There is a mouse setting that people often tell new players getting into first-person shooting games like Counter-Strike: Global Offensive and Valorant to turn off. Guides will tell players that to use it is the worst habit in shooters. They say it will ruin your game, and that the setting needs to be completely removed from every single computer. Some people just really hate mouse acceleration.
But mouse acceleration, or mouse accel, can be a nifty tool if players understand what it’s actually doing. Just like any other tool that players use to grind out games and improve, it has its benefits and its downsides. Let’s walk through what mouse acceleration really is, what it does, and what it’s down to the player to decide whether or not to use it.
At the most basic level, mouse acceleration is software that is standard on Windows computers and common on many other operating systems. Its main goal is to help users move their mouse more efficiently. The faster a user moves the mouse, the more the software helps. That seems pretty basic, but it does a little more than that. Let’s say a player moves their mouse one mile and hour across their mouse pad. Without mouse accel turned on, that mouse will only ever travel at one mile an hour.
But with it on, the software multiplies the distance turned in-game by by a certain amount.
So, if a player had mouse acceleration on and moved their mouse at two miles an hour, mouse accel would cause them to turn at a speed of four miles-per-hour.
But acceleration gets a little more complicated yet. Not only does the software multiply mouse movements, it increases the speed on a curve. That means that the number the mouse movement is multiplied by gets bigger the faster the mouse moves. This handy chart from StackOverflow shows the idea pretty well.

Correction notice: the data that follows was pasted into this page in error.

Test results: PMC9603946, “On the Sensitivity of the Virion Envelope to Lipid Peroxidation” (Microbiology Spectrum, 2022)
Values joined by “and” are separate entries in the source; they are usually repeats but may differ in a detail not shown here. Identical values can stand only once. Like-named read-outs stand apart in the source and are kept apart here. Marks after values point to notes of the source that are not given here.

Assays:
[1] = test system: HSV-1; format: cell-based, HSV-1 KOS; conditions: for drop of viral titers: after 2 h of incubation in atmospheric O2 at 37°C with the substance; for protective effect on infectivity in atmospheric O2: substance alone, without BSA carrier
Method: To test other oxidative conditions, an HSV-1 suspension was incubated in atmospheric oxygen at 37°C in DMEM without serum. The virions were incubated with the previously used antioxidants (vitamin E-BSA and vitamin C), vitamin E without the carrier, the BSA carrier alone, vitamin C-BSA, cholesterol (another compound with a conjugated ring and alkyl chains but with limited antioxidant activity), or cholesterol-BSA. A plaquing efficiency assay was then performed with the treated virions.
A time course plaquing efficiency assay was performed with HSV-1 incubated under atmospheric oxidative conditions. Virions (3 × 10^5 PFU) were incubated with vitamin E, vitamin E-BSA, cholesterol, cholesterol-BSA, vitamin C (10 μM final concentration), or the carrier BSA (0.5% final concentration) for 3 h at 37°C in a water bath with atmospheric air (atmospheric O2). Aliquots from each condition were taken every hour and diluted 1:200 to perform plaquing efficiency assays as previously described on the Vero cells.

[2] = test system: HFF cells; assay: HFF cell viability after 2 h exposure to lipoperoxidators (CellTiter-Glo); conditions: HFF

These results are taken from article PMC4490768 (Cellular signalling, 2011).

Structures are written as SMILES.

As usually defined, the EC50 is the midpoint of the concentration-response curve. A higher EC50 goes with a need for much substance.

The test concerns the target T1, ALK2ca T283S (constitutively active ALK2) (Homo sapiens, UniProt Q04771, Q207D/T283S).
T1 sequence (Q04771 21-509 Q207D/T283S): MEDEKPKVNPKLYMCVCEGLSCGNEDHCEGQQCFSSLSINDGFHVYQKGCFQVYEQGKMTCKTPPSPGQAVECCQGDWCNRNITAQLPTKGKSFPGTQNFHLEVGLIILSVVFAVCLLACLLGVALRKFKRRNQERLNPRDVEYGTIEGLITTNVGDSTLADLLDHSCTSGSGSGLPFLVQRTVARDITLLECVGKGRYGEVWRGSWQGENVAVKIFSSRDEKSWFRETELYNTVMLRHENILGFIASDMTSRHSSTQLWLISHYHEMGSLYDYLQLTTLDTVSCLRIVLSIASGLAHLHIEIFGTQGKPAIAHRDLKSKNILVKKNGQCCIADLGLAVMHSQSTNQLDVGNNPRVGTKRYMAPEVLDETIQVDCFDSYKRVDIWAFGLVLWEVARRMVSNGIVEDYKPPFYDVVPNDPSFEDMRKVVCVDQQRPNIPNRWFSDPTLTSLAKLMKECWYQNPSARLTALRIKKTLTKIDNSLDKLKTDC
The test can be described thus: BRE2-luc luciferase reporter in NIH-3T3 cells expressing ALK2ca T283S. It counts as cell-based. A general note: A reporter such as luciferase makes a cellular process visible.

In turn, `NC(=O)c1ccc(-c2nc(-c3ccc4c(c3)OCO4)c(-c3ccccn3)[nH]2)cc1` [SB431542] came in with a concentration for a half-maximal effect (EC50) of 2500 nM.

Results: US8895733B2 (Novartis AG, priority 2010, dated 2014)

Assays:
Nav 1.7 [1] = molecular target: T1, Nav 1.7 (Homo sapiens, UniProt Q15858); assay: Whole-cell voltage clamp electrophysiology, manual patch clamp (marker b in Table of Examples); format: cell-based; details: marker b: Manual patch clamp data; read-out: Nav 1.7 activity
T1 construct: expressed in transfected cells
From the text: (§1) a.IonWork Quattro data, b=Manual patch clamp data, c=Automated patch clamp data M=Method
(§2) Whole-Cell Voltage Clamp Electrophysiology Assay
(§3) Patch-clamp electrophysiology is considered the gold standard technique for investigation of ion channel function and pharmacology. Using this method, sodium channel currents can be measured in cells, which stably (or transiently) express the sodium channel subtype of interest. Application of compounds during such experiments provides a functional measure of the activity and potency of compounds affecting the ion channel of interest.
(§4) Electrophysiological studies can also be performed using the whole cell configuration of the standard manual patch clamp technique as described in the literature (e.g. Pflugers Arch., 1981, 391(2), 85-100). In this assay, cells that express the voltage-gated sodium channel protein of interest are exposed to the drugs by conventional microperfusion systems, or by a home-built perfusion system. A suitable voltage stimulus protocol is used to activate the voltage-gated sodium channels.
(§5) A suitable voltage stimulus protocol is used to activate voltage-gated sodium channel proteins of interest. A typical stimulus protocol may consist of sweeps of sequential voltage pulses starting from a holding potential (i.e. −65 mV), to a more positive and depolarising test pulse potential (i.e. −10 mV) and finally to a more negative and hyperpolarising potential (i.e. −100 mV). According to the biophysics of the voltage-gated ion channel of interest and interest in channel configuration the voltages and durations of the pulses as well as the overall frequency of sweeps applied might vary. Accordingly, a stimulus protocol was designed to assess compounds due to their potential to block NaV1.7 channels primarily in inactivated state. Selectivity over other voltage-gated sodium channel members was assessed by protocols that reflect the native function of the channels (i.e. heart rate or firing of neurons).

Now that we know that mouse acceleration both increases the speed a cursor moves at and increases the rate at which it speeds up a mouse in concert with the user’s increasing speed, we can talk about whether or not players should have mouse acceleration turn on.
In shooters, consistancy is key. That means that no matter what, if a player moves their mouse a certain distance at a certain speed, they need to know what that translates to in a game. It seems like mouse acceleration makes knowing where a cursor will end up almost impossible, but in reality it can be just another layer of memorization.
Guides usually tell new players to turn it off for one simple reason. Training muscle memory is tough enough already. No mouse accel means that players have more direct control over their in-game angle than players who use the setting. In the best situations, no mouse acceleration means that a player will always turn the same distance in-game every no matter what speed they flick their mouse at. If one 360-degree turn takes half of a mousepad at one speed, it will take the exact same space on the mousepad to turn back.
With mouse accel, players have to get used to the added speed, and that can sometimes slow down new players. That said, it can be learned. There are even a few situations where mouse acceleration can be the better option.
Players with small desks can use mouse acceleration to help them turn further in-game by moving their mouse a lesser distance, meaning that it’s possible to do a full turn on a small mousepad. It’s not just everyday players that use it, either. Former CSGO champion and current Valorant pro Timothy “autimatic” Ta plays with the setting turned on.
At the end of the day, mouse acceleration is just another setting players have to decide on for themselves, as there isn’t really a right or wrong answer. Just like crosshairs, sensitivities, and resolutions, everything is fair game as long as the player understands what’s behind the choice.